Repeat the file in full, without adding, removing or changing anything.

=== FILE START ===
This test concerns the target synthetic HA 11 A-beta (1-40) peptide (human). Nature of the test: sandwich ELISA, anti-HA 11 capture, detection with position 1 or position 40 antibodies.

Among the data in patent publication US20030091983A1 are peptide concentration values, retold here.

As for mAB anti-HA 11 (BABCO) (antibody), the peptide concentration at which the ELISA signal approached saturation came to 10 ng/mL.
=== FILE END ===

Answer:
This test concerns the target synthetic HA 11 A-beta (1-40) peptide (human). Nature of the test: sandwich ELISA, anti-HA 11 capture, detection with position 1 or position 40 antibodies.

Among the data in patent publication US20030091983A1 are peptide concentration values, retold here.

As for mAB anti-HA 11 (BABCO) (antibody), the peptide concentration at which the ELISA signal approached saturation came to 10 ng/mL.